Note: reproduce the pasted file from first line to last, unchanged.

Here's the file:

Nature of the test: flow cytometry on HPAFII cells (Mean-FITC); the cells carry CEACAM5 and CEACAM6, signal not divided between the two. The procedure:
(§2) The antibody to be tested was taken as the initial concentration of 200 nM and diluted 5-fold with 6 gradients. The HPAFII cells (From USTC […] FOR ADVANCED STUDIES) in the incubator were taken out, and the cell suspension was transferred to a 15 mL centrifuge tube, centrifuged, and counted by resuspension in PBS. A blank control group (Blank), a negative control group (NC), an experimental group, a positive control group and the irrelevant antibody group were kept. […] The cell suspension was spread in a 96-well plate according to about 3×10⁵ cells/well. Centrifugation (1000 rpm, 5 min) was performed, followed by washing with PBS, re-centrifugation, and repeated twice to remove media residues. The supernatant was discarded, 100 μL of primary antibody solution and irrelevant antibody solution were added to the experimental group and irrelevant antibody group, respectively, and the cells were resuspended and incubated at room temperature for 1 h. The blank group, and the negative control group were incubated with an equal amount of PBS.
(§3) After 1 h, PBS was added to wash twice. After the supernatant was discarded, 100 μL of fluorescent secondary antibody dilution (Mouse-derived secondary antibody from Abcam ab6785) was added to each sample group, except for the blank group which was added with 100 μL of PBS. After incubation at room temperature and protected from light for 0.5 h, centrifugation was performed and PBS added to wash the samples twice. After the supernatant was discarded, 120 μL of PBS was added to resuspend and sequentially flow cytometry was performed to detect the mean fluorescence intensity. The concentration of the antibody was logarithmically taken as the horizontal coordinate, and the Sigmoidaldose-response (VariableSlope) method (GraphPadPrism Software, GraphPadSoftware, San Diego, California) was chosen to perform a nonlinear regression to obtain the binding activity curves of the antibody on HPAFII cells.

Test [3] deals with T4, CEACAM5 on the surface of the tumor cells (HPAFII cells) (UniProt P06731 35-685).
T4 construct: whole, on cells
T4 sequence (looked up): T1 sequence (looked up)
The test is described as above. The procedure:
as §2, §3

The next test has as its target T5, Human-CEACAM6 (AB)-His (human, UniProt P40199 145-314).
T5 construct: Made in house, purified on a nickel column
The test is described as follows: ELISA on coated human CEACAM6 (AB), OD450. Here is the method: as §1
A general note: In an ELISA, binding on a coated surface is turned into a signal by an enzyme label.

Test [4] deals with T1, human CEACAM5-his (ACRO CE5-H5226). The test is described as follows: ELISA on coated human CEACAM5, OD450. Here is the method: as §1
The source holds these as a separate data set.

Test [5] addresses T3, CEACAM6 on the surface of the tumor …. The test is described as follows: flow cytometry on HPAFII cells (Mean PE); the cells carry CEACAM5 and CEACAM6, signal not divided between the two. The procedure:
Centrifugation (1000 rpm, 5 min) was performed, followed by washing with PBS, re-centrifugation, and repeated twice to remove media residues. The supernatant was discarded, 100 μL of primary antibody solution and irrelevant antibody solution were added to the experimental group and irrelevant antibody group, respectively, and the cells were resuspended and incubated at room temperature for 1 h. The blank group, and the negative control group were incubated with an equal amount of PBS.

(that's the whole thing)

Nature of the test: flow cytometry on HPAFII cells (Mean-FITC); the cells carry CEACAM5 and CEACAM6, signal not divided between the two. The procedure:
(§2) The antibody to be tested was taken as the initial concentration of 200 nM and diluted 5-fold with 6 gradients. The HPAFII cells (From USTC […] FOR ADVANCED STUDIES) in the incubator were taken out, and the cell suspension was transferred to a 15 mL centrifuge tube, centrifuged, and counted by resuspension in PBS. A blank control group (Blank), a negative control group (NC), an experimental group, a positive control group and the irrelevant antibody group were kept. […] The cell suspension was spread in a 96-well plate according to about 3×10⁵ cells/well. Centrifugation (1000 rpm, 5 min) was performed, followed by washing with PBS, re-centrifugation, and repeated twice to remove media residues. The supernatant was discarded, 100 μL of primary antibody solution and irrelevant antibody solution were added to the experimental group and irrelevant antibody group, respectively, and the cells were resuspended and incubated at room temperature for 1 h. The blank group, and the negative control group were incubated with an equal amount of PBS.
(§3) After 1 h, PBS was added to wash twice. After the supernatant was discarded, 100 μL of fluorescent secondary antibody dilution (Mouse-derived secondary antibody from Abcam ab6785) was added to each sample group, except for the blank group which was added with 100 μL of PBS. After incubation at room temperature and protected from light for 0.5 h, centrifugation was performed and PBS added to wash the samples twice. After the supernatant was discarded, 120 μL of PBS was added to resuspend and sequentially flow cytometry was performed to detect the mean fluorescence intensity. The concentration of the antibody was logarithmically taken as the horizontal coordinate, and the Sigmoidaldose-response (VariableSlope) method (GraphPadPrism Software, GraphPadSoftware, San Diego, California) was chosen to perform a nonlinear regression to obtain the binding activity curves of the antibody on HPAFII cells.

Test [3] deals with T4, CEACAM5 on the surface of the tumor cells (HPAFII cells) (UniProt P06731 35-685).
T4 construct: whole, on cells
T4 sequence (looked up): T1 sequence (looked up)
The test is described as above. The procedure:
as §2, §3

The next test has as its target T5, Human-CEACAM6 (AB)-His (human, UniProt P40199 145-314).
T5 construct: Made in house, purified on a nickel column
The test is described as follows: ELISA on coated human CEACAM6 (AB), OD450. Here is the method: as §1
A general note: In an ELISA, binding on a coated surface is turned into a signal by an enzyme label.

Test [4] deals with T1, human CEACAM5-his (ACRO CE5-H5226). The test is described as follows: ELISA on coated human CEACAM5, OD450. Here is the method: as §1
The source holds these as a separate data set.

Test [5] addresses T3, CEACAM6 on the surface of the tumor …. The test is described as follows: flow cytometry on HPAFII cells (Mean PE); the cells carry CEACAM5 and CEACAM6, signal not divided between the two. The procedure:
Centrifugation (1000 rpm, 5 min) was performed, followed by washing with PBS, re-centrifugation, and repeated twice to remove media residues. The supernatant was discarded, 100 μL of primary antibody solution and irrelevant antibody solution were added to the experimental group and irrelevant antibody group, respectively, and the cells were resuspended and incubated at room temperature for 1 h. The blank group, and the negative control group were incubated with an equal amount of PBS.